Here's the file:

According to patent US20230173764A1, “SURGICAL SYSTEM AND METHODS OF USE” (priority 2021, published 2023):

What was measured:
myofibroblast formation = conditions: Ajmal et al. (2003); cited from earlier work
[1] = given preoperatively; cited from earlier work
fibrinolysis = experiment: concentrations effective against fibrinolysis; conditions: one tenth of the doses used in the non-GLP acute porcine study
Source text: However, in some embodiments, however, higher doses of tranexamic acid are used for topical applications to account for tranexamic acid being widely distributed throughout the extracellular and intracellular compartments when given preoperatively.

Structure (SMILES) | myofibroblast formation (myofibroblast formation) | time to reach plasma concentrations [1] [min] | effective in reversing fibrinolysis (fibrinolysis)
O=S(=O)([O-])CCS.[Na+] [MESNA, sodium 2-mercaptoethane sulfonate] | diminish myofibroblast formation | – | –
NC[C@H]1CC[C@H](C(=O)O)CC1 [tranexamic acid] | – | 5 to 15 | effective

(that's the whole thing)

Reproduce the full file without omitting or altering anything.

According to patent US20230173764A1, “SURGICAL SYSTEM AND METHODS OF USE” (priority 2021, published 2023):

What was measured:
myofibroblast formation = conditions: Ajmal et al. (2003); cited from earlier work
[1] = given preoperatively; cited from earlier work
fibrinolysis = experiment: concentrations effective against fibrinolysis; conditions: one tenth of the doses used in the non-GLP acute porcine study
Source text: However, in some embodiments, however, higher doses of tranexamic acid are used for topical applications to account for tranexamic acid being widely distributed throughout the extracellular and intracellular compartments when given preoperatively.

Structure (SMILES) | myofibroblast formation (myofibroblast formation) | time to reach plasma concentrations [1] [min] | effective in reversing fibrinolysis (fibrinolysis)
O=S(=O)([O-])CCS.[Na+] [MESNA, sodium 2-mercaptoethane sulfonate] | diminish myofibroblast formation | – | –
NC[C@H]1CC[C@H](C(=O)O)CC1 [tranexamic acid] | – | 5 to 15 | effective